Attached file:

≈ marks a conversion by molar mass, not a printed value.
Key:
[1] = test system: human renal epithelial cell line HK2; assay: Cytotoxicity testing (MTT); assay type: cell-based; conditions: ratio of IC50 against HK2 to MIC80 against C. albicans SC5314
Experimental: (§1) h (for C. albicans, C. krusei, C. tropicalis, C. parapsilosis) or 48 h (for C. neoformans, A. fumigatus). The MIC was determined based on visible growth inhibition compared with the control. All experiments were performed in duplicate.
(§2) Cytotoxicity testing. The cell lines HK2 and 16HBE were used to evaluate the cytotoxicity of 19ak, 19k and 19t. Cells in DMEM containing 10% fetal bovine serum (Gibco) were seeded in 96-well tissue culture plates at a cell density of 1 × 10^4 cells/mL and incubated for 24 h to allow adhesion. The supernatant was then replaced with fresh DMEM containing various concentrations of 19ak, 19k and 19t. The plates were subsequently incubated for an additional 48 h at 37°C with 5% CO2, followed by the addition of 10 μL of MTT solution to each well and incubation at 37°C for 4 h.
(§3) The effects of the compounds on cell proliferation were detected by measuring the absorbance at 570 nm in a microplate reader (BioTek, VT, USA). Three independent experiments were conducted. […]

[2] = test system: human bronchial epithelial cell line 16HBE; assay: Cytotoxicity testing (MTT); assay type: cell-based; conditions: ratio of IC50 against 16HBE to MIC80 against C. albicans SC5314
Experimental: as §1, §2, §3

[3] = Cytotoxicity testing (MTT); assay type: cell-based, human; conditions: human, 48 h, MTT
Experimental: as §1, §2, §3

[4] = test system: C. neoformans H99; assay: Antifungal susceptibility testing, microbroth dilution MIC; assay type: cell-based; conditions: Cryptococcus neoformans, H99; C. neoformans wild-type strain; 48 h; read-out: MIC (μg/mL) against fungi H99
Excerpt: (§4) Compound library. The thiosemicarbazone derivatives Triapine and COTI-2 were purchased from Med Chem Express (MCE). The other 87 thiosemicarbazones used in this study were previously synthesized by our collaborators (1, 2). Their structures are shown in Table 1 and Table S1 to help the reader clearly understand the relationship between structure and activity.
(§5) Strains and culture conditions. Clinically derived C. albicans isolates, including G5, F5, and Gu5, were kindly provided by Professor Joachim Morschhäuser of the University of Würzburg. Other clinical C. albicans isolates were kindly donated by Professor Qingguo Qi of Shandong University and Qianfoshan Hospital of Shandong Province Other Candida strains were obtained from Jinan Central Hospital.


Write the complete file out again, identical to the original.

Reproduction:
≈ marks a conversion by molar mass, not a printed value.
Key:
[1] = test system: human renal epithelial cell line HK2; assay: Cytotoxicity testing (MTT); assay type: cell-based; conditions: ratio of IC50 against HK2 to MIC80 against C. albicans SC5314
Experimental: (§1) h (for C. albicans, C. krusei, C. tropicalis, C. parapsilosis) or 48 h (for C. neoformans, A. fumigatus). The MIC was determined based on visible growth inhibition compared with the control. All experiments were performed in duplicate.
(§2) Cytotoxicity testing. The cell lines HK2 and 16HBE were used to evaluate the cytotoxicity of 19ak, 19k and 19t. Cells in DMEM containing 10% fetal bovine serum (Gibco) were seeded in 96-well tissue culture plates at a cell density of 1 × 10^4 cells/mL and incubated for 24 h to allow adhesion. The supernatant was then replaced with fresh DMEM containing various concentrations of 19ak, 19k and 19t. The plates were subsequently incubated for an additional 48 h at 37°C with 5% CO2, followed by the addition of 10 μL of MTT solution to each well and incubation at 37°C for 4 h.
(§3) The effects of the compounds on cell proliferation were detected by measuring the absorbance at 570 nm in a microplate reader (BioTek, VT, USA). Three independent experiments were conducted. […]

[2] = test system: human bronchial epithelial cell line 16HBE; assay: Cytotoxicity testing (MTT); assay type: cell-based; conditions: ratio of IC50 against 16HBE to MIC80 against C. albicans SC5314
Experimental: as §1, §2, §3

[3] = Cytotoxicity testing (MTT); assay type: cell-based, human; conditions: human, 48 h, MTT
Experimental: as §1, §2, §3

[4] = test system: C. neoformans H99; assay: Antifungal susceptibility testing, microbroth dilution MIC; assay type: cell-based; conditions: Cryptococcus neoformans, H99; C. neoformans wild-type strain; 48 h; read-out: MIC (μg/mL) against fungi H99
Excerpt: (§4) Compound library. The thiosemicarbazone derivatives Triapine and COTI-2 were purchased from Med Chem Express (MCE). The other 87 thiosemicarbazones used in this study were previously synthesized by our collaborators (1, 2). Their structures are shown in Table 1 and Table S1 to help the reader clearly understand the relationship between structure and activity.
(§5) Strains and culture conditions. Clinically derived C. albicans isolates, including G5, F5, and Gu5, were kindly provided by Professor Joachim Morschhäuser of the University of Würzburg. Other clinical C. albicans isolates were kindly donated by Professor Qingguo Qi of Shandong University and Qianfoshan Hospital of Shandong Province Other Candida strains were obtained from Jinan Central Hospital.